When Donovan McNabb last walked off a football field on which he played in a playoff game, he walked off Jacksonville's Alltel Stadium following the loss to the Patriots in Super Bowl XXXIX.
Almost four years later, McNabb makes a triumphant return to the NFL postseason and he doesn't expect his hiatus to have any effect whatsoever.
"It's just like riding a bike," McNabb said. "I think when you look at it in that way, as a player, now you're focusing on the wrong thing. Obviously, I've missed, due to injury and us not making it last year, but I'm just excited about the opportunity of getting back out there and playing. And, the team's looking forward to this opportunity, playing in a hostile environment like Minneapolis. It's going to be exciting."
Six weeks ago, there were questions about whether or not McNabb would finish the season as the Eagles' starting quarterback, let alone whether or not the Eagles were going to qualify for the playoffs.
But McNabb ignored the critics and piloted the Eagles to four wins in the team's last five games. In the process, it seemed as if vintage Donovan McNabb had re-emerged.
"I think Donovan's in a great place mentally and physically," head coach Andy Reid said. "He's managing the football team very well. I think he'll prepare like crazy this week. He's got experience in the playoffs. He can manage it. He understands what goes into it. Once you get into the playoffs, you're playing top quality football teams; in his case, preparing for a top-quality defense."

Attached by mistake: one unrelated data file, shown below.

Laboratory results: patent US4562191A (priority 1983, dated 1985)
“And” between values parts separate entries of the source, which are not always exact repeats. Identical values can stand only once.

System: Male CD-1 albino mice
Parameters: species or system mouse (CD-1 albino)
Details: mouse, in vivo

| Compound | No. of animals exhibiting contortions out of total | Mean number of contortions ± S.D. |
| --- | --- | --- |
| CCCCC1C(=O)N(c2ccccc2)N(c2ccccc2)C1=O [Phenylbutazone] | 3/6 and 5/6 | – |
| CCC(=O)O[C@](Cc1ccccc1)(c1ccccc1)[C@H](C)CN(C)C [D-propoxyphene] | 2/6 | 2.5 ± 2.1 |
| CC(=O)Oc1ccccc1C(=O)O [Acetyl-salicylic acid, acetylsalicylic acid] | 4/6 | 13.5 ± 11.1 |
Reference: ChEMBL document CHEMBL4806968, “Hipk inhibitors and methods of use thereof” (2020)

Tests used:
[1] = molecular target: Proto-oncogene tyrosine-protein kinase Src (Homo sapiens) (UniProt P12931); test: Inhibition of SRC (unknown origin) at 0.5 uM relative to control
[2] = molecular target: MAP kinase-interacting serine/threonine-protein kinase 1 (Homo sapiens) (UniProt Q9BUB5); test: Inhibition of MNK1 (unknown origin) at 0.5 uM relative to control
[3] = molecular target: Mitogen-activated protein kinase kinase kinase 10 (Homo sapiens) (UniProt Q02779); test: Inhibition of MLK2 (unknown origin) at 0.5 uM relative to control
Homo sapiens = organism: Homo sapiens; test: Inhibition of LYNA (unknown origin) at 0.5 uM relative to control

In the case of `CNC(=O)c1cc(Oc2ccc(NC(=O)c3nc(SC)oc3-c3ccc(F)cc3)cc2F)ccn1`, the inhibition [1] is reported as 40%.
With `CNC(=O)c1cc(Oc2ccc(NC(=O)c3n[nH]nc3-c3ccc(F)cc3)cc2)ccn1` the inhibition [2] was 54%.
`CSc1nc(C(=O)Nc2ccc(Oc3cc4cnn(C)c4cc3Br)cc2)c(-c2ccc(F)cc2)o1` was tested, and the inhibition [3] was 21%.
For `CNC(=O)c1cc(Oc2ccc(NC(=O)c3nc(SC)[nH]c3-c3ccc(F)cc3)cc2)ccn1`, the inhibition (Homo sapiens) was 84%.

Minnesota has that and much more. The Eagles will also have to contend with the NFL's leading rusher (running back Adrian Peterson), the league's top-rated run defense and one very loud stadium.
For veterans of playoffs battles, that's not that much of a big deal. For playoff first-timers, it's just one of things for which they need to be prepared.
"I've talked to them," Reid said. "Thank goodness for veteran players and veteran coaches. They're able to also talk to them. I've said what I wanted to say to them and I'll leave it at that. They'll understand by the time we get there."
Running back Brian Westbrook, a veteran of seven playoff games in his career, said he spoke to wideout DeSean Jackson, who's about to garner his first playoff experience.
"I compliment him on the things he has been able to do this year," Westbrook said. "He has made a lot of big plays for us, a lot of yards for us. He remained focused throughout the whole year. Now, he needs to know that the level of play and the level of competition is going to step up dramatically for this next playoff game and the one after that as well. He has to stay on task, stay focused throughout the whole week and go into the game and give everything he has."
It doesn't matter how much playoff experience a player has if he doesn't have the ability to focus on the task at hand.
"Everything is a little more intense," Reid said. "You got to focus in. You're on the road, so you have to focus in even a little bit more. Make sure you're sharp in practice. Obviously, you can't wait until you get there and can't get caught up in all the hype and all those things that go on during the week. Not quite as many games being played this weekend, so you get a little bit more media attention. Put all that aside and focus on what you can control and what you can get better at and that's the game plan."